Why this is important to Wisconsin businesses: A closer agricultural trade relationship between the U.S. and China will benefit both countries. Wisconsin, as one of the largest agricultural states, can take the lead and explore opportunities in exporting agricultural products to China.
With the COVID-19 pandemic hurting farmers and agribusiness companies worldwide, both the U.S. and China could benefit from heightened cooperation and trade. The U.S. government predicts agricultural income nationwide will decline by 12% in 2021, and total farm debt is expected to reach a peak of $425 billion USD. Meanwhile, China still has a huge demand for agricultural products, especially soybeans and pork, and the U.S. has long been its largest source for these imports.
According to the Interim Report on Sino-U.S. Agricultural Trade issued by the U.S. Trade Representative and the U.S. Department of Agriculture, China has purchased more than $23 billion USD worth of agricultural products so far, representing approximately 71% of the goals set out in the Phase I Economic and Trade agreement. China imported $14 billion USD of agricultural products from the U.S. in the first nine months of 2020—a 44.4% increase from last year, according to China’s General Administration of Customs. According to U.S. officials, exports of agricultural products to China have made up for much of the loss caused by the pandemic.
From China’s perspective, importing agricultural products from the U.S. is important to meet the surging demand, especially for soybeans. China is the world’s largest soybean consumer. Annual soybean consumption in China is more than 100 million tons, and the gap between production and demand is higher than 90 million tons. According to the latest data from China’s customs agency, China imported 100.3 million tons of soybeans in 2020, which was an increase of 11.8 million tons from 2019 and broke the record of 95.5 million tons imported in 2017. China’s goal is to concentrate limited resources to ensure self-sufficiency of grain, so this demand gap is expected to continue and even expand in the coming years. One of the main reasons for this prediction is that China has a continuously growing consumption of meat, eggs and dairy products, and imported soybeans are used as animal feed.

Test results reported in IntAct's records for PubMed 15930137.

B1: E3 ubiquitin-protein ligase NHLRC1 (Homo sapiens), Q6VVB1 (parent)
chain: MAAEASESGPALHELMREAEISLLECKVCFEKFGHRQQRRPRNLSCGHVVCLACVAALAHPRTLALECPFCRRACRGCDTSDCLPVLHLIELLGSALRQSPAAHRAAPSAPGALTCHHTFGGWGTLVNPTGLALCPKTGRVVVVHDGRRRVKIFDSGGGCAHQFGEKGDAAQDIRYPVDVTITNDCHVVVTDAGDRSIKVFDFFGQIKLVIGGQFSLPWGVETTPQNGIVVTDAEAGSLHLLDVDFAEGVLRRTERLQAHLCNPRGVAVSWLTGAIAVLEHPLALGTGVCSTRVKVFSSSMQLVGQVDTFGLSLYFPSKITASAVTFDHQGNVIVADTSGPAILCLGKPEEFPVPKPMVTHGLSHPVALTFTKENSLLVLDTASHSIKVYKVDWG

China also is the largest pork-consuming country; however, production can barely meet domestic demand. Last year, China’s domestic pork production was especially low due to
African swine fever and floods in southern China, which caused a gap in demand of more than 10 million tons. Pork imports from the U.S. have been critical to China. In 2020, China imported 2.2 million tons of pork from the U.S., a 223.8% increase from 2019. American pork is the least expensive of all imported pork, which made it the most popular selection for China to meet its demand. It is expected that China will continue to import pork from the U.S. to control prices as well as to meet demand, in both the short and the long term.
According to a forecast from the U.S. Department of Agriculture in June 2021, the sale of agricultural products to China is expected to reach $37.2 billion USD, accounting for 23% of the total projected U.S. exports. Exports of poultry, soybeans, nuts, corn, wheat and beef could hit record levels. As the U.S. has a huge trade deficit with China, China’s plans to import more U.S. agricultural products could help to reduce the deficit. In conclusion, stronger agricultural trade and cooperation can be a win-win situation for the U.S. and China and provide opportunities to agricultural states, including Wisconsin.